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C Raja Mohan, Strategic Affairs Editor with the Indian Express, in a three-part series analyses the unfolding geopolitical change in the Indian Ocean and details the challenges that it poses for India's foreign and security policies.
Part I: A new power equation is arising in Indian Ocean
In the second of the three part series, the strategic expert observes that as India moved from the expansive internationalist vision of Jawaharlal Nehru to the narrower worldview of the Indira years, the pursuit of 'strategic autonomy' became an important theme in the Indian foreign policy discourse.
As a new maritime imperative envelops Beijing and Delhi, the political elites in both capitals have had the challenge of reorienting their world view to an outward looking, globalizing maritime strategy. It is no secret, however, that the Chinese mandarins have begun to respond faster and more purposefully than their India counterparts.
What are the specific new challenges that India faces as it become a major power with significant maritime interests and substantive naval capabilities? Let me focus on five broad issues. My emphasis will not be on the technical details of India's maritime strategy. Instead I will focus on the difficult policy transitions that India has to complete.
This involves the resolution of the tensions between the old principles that have been held dear by three generations of Indians and the new imperatives that confront Delhi's decision makers.
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Most analysts of Indian foreign and security policy, whether at home or abroad, would tell you that the organizing principle of India's international relations is the notion of 'strategic autonomy'. It is worth exploring when exactly this phrase started appearing in the articulation of Indian worldview.
Meanwhile, I am quite happy to go along with a recent description of the phrase by a French Scholar, Guillem Monsonis, as a "realist mutation of the traditional non-aligned posture".
My guess is that as India moved from the expansive internationalist vision of Jawaharlal Nehru to the narrower worldview of the Indira years, the pursuit of 'strategic autonomy' became an important theme in the Indian foreign policy discourse.
The Indira Gandhi years saw India steadily retreat from the global economy, become more distrustful of the West, and morph into an insular if not a xenophobic state. As the international system mounted pressures on India's strategic programmes, Delhi's emphasis was inevitably on protecting its much-vaunted strategic autonomy.
But the international pressure on India to take a larger role in the region and the world will be relentless. As in the case of China, so in the case of India, the compulsion will be to act as a "stakeholder" rather than a 'free rider'.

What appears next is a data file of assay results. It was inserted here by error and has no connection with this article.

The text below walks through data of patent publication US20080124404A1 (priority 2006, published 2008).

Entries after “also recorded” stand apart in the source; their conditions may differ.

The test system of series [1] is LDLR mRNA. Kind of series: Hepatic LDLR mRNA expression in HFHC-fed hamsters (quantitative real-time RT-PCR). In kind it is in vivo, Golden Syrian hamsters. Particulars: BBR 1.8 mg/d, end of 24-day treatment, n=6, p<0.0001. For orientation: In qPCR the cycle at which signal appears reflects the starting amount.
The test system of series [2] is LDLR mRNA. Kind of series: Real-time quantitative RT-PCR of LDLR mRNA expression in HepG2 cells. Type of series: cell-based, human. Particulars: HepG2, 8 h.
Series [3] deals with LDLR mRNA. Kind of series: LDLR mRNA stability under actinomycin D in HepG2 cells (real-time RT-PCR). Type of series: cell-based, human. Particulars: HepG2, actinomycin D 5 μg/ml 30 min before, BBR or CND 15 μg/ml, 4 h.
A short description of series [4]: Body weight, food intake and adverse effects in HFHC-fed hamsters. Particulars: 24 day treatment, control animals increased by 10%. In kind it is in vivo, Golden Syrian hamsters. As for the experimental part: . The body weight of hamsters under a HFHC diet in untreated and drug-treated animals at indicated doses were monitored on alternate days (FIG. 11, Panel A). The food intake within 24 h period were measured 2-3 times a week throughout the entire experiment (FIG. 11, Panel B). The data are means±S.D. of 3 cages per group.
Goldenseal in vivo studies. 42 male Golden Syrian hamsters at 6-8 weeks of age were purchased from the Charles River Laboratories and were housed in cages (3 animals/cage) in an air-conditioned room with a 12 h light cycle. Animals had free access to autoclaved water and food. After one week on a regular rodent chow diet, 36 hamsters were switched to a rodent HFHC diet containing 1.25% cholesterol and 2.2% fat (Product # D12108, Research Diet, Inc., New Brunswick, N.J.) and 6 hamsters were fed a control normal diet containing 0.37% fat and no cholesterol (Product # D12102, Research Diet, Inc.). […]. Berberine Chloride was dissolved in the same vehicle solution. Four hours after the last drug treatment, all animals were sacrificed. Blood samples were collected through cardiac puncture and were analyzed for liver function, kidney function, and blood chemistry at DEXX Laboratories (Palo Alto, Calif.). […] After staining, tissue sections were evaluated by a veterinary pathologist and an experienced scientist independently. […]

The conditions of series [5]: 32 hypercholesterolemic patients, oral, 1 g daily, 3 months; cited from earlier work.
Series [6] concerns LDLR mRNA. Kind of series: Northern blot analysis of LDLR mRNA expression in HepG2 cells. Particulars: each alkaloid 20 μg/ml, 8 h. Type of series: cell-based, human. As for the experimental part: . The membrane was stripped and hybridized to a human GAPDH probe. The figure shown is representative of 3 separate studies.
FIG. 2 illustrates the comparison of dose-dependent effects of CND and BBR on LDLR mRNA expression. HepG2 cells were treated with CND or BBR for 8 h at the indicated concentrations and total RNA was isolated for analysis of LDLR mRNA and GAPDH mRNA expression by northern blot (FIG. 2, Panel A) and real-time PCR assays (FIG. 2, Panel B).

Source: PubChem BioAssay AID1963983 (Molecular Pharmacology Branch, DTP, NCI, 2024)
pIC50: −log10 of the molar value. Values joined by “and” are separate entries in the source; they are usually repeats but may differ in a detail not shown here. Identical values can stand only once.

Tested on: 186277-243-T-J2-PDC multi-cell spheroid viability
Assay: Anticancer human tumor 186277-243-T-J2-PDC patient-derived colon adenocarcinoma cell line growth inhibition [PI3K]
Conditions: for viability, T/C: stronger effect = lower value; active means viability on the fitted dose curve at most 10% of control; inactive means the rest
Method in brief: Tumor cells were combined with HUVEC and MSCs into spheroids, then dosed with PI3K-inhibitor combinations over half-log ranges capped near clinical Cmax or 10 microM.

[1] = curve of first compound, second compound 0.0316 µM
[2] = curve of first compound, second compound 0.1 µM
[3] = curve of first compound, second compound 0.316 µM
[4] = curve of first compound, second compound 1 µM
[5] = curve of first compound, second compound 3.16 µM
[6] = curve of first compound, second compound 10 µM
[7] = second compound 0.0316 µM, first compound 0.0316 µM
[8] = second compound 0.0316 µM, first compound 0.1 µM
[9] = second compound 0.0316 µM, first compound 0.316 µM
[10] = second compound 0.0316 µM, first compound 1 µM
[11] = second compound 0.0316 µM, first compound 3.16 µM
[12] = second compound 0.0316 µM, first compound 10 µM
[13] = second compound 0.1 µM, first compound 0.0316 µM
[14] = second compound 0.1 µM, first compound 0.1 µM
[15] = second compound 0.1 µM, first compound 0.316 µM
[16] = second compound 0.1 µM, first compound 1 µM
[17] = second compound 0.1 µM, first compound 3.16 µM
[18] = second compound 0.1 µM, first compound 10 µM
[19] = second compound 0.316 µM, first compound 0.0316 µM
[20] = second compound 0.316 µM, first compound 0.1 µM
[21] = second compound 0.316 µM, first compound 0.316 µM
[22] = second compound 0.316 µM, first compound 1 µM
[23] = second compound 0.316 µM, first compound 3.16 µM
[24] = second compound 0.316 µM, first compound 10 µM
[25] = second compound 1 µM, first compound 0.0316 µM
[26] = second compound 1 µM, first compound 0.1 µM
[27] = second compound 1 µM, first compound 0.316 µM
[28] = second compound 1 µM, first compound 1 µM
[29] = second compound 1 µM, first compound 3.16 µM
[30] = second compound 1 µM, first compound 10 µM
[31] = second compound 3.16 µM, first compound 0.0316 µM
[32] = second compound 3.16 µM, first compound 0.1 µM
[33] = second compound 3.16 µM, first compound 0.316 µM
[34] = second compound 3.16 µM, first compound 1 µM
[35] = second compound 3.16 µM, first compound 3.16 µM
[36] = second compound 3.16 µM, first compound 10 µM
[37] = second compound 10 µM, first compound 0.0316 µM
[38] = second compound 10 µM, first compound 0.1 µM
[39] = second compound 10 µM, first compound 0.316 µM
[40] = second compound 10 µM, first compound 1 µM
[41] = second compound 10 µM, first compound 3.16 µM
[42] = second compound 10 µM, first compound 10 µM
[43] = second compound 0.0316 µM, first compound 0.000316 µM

This will be especially true of the maritime domain, where the weight of the growing naval power is now consequential for the ordering of the security complexes in the Indian and Pacific Oceans.
Towards power projection
The first is about the very conception of India's role in the Indian Ocean and the waters beyond. Since independence, India's traditional impulse was to protect its own territory and the waters around it.
The Partition of the subcontinent and the creation of new borders made internal conflict in the Subcontinent a perennial one; the emergence of China as a new land neighbour after its control of Tibet added to India's security burdens.
If India's land forces were weighed down by the defence of its borders, India's naval strategy too was guided by the imperative of protecting the territorial waters and its large exclusive economic zone.
As the logic of economic globalization unfolded over the last two decades, the Indian naval leadership began to invent a new maritime strategy that is in tune with its new circumstances.
Not surprisingly since the late 1990s, the two Prime Ministers we have had -- Atal Bihari Vajpayee and Manmohan Singh -- repeatedly underlined the expanded geographic scope of India's maritime interests.
The phrases from 'Aden to Malacca' or 'the Suez to the South China Sea' were re-injected into the national security discourse. That this is not an empty talk is reflected in the operations of the Indian Navy that has frequently shown the Tricolour in waters as far apart as the North Atlantic and the South Pacific and from the Mediterranean to the Sea of Japan.
More importantly, anti-piracy activity in the Gulf of Aden (since 2008) and relief operations in the Mediterranean (2006) and the Indian Ocean (2004-05) have underlined the growing capacity of the Indian Navy and the new political will in Delhi to act far from its shores.
Like India, China too is following the logic of what it calls 'far sea defence'. The difference, however, is in the level of political and policy commitment to the construction of a maritime grand strategy.
In China, President Hu Jintao underscored the relationship between Beijing's expanding global interests and the 'historic missions" of the PLA Navy amidst China's rise on the world stage.
What is missing in Delhi is that passion for maritime strategy among its political leadership and the business-as-usual approach by the bureaucratic leadership of the government.